Wedding Speech Faux Pas

— Wedding Speeches

Wedding Speech Faux Pas
Wedding Speech Faux Pas

The French phrase faux pas (literally false step) is a noun meaning a social blunder or indiscretion. And oh my goodness, wedding speeches seem overrun with them! Ask anyone whose been to a handful of weddings and chances are they'll have an amazingly cringe worthy story to recount, involving a highly inappropriate or awkward speech moment. Between the best man, maid of honour, the father of the bride and (increasingly) the bride herself, speeches form a significant part of the proceedings at any reception, and can often cause mild embarrassment for all the wrong people (like the bride & groom!). Follow our guide below on how to avoid being 'that person', edited down to our top-ten wedding speech don'ts…

I remember this crazy night….
Trips down a slightly drunk memory lane should be avoided at all costs - don't be confusing a wedding with an 18th or 21st birthday party. Chances are, whatever story you're about to tell is either hugely inappropriate or only funny for a handful of guests, who were actually there. Best to leave out.

Bring up Ex Partners…
This includes jokes like "we were convinced Sarah was the one…until Sophie came along". This point is a non-negotiable. Under no circumstances should you ever bring up ex partners, old flames, former love interests or one night stands (see previous point). 

Use it as the perfect opportunity to announce your own news...
This includes news of your own engagement, being with child, coming out…whatever…this is not the time, the place or the platform in which to do so. No one wants to watch a Kanye West style spotlight stealing (hugely cringe worthy) moment unfolding. This night is all about your friends, keep the focus firmly on them.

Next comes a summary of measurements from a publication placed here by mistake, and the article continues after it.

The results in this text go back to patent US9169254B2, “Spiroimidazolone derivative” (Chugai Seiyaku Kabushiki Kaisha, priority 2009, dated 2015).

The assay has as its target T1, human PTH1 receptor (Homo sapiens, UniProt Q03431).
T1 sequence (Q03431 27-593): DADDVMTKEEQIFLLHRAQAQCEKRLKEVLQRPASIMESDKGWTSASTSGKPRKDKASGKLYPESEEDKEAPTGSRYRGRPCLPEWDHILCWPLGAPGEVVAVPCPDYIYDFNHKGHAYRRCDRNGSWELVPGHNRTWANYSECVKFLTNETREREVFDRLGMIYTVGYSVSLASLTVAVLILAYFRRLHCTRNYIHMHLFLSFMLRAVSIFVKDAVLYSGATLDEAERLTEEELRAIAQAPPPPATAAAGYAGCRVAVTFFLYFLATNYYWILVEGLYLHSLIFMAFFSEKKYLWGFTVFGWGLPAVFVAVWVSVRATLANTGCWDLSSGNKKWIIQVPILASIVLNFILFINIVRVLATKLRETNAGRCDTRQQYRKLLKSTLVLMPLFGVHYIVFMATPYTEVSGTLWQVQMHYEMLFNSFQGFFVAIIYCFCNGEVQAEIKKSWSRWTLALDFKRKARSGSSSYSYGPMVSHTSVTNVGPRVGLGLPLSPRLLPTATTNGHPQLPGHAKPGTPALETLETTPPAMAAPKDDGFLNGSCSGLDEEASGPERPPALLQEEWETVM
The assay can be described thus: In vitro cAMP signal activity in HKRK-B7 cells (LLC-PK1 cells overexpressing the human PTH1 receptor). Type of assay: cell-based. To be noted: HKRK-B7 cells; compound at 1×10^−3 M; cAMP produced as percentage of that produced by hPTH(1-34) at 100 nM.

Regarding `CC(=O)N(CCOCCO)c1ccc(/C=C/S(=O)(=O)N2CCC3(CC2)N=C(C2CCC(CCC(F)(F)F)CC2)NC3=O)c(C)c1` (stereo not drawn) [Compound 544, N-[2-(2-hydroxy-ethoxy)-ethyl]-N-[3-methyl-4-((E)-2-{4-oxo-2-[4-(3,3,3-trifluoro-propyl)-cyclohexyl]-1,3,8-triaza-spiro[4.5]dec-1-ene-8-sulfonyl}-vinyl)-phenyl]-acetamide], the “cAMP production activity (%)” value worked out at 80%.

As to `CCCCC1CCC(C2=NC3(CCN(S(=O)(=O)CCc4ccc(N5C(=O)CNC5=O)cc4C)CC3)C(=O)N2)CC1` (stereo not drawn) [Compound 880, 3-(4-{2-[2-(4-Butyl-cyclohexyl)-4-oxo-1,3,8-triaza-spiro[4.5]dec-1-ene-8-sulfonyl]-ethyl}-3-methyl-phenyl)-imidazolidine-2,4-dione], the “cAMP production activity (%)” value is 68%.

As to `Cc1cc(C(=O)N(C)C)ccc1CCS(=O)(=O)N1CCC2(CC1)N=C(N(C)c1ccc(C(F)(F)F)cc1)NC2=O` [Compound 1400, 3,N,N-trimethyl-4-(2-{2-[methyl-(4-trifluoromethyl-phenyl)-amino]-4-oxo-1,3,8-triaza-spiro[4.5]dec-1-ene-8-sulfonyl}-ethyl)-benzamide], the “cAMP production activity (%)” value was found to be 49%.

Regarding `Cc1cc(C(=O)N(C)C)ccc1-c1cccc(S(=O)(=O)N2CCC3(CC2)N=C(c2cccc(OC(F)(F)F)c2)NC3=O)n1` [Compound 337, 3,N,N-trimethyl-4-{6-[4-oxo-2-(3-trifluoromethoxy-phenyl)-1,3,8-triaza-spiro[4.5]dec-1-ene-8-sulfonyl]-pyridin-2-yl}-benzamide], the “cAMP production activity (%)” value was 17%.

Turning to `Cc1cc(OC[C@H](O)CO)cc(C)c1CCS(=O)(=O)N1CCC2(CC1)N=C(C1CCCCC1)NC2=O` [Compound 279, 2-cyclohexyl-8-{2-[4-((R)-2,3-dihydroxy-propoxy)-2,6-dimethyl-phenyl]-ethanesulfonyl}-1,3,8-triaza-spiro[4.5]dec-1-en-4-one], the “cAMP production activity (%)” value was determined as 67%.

Jokes about marriage in general
Don't be hating on, or poking fun at the quite big-deal-life-commitment your two friends have just entered into, even if you're single. Actually, especially if you're single…it just makes you sound bitter at worst, and kind of un-fun at best.

Epic Sagas & Short Novels
Don't write one. Not for a wedding speech. Keep it succinct, keep it memorable, keep it awesome. Don't talk for so long you begin to lose people (the average adult attention span for listening is approximately 7 minutes, keep it under that) Practise and time yourself - you'd be surprised how many minutes it takes to actually get through those 4 pages of notes you've scribed!

Whats in a name?
If covering off any of the formalities that include mentioning people by name or nationality, know your facts. This includes freudian slips like mentioning the brides first husband, rather than second…the one she's marrying tonight! Or referencing the grooms family "who have travelled all the way from…." only to name the wrong country! 

Dollar Bills
Talking about money makes most people uncomfortable at the best of times, but never more so than at a wedding, in a public forum, with no where to run. Seriously, it's the stuff of seat squirming. Don't bring up or speculate on the cost of the dress, ring, wedding or even the honeymoon. Just enjoy it, and leave the bride and groom to do the same. 

Coherent & Memorable
Don't get drunk before your speech. This one is quite straightforward. Have a glass of bubbles to calm the nerves by all means, but hold off on hitting the bar hard, until your duties are done. Don't be that person. 

Impromptu Speeches
"I just really, really wanted to say something…" Randomly reaching for the mic Is a good idea at a wedding…said no one ever! Unless you've explicitly been asked to give a speech by the bride and groom, and you're in the program, do not get up there (see earlier point on Kanye). It's kind of awkward. It also throws a spanner in the usually carefully mapped out timings for all the vendors, who are following a pretty tight run sheet. On the rare occasion that the opportunity is offered up to guests, for 'anyone who would like to say a few words' only get up and speak if you have something amazing, worth saying.  
Forget about the other half
Remember there are two people in this wedding thing. If you're the best man, don't forget to mention the bride (this does not include referring to her as 'the ball and chain - see point on Jokes About Marriage in General). Similarly, if you're the maid of honour, you'll no doubt have a lot to say about your sister or best friend…but today she just married the man of her dreams, so remember to talk about that too, and why you're so thrilled. 

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